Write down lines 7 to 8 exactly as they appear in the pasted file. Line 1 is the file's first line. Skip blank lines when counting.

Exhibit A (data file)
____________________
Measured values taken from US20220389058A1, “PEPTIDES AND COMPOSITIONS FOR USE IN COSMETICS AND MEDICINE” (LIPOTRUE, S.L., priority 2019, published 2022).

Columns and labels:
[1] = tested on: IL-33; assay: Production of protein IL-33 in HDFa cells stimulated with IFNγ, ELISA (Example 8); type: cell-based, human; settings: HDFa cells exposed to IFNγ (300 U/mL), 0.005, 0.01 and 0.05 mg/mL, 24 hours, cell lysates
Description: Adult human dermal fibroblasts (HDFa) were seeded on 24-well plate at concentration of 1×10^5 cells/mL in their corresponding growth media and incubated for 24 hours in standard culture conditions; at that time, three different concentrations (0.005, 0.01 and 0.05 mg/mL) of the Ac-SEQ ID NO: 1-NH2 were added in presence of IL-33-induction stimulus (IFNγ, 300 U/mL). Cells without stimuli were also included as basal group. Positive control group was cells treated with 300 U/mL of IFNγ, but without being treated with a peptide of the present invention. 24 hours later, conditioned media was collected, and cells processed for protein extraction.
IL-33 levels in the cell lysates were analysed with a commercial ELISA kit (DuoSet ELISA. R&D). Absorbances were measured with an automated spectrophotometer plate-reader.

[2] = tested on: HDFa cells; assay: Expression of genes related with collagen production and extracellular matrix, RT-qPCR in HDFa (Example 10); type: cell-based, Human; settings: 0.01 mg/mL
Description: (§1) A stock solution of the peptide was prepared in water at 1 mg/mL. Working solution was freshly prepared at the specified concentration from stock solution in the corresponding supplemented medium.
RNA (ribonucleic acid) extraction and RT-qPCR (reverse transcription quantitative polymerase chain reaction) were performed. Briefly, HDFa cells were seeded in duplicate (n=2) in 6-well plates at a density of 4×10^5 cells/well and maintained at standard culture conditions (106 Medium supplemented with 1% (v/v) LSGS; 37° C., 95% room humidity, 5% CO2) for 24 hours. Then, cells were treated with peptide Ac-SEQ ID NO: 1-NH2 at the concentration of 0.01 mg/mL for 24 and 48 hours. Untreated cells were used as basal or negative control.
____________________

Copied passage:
Description: (§1) A stock solution of the peptide was prepared in water at 1 mg/mL. Working solution was freshly prepared at the specified concentration from stock solution in the corresponding supplemented medium.
RNA (ribonucleic acid) extraction and RT-qPCR (reverse transcription quantitative polymerase chain reaction) were performed. Briefly, HDFa cells were seeded in duplicate (n=2) in 6-well plates at a density of 4×10^5 cells/well and maintained at standard culture conditions (106 Medium supplemented with 1% (v/v) LSGS; 37° C., 95% room humidity, 5% CO2) for 24 hours. Then, cells were treated with peptide Ac-SEQ ID NO: 1-NH2 at the concentration of 0.01 mg/mL for 24 and 48 hours. Untreated cells were used as basal or negative control.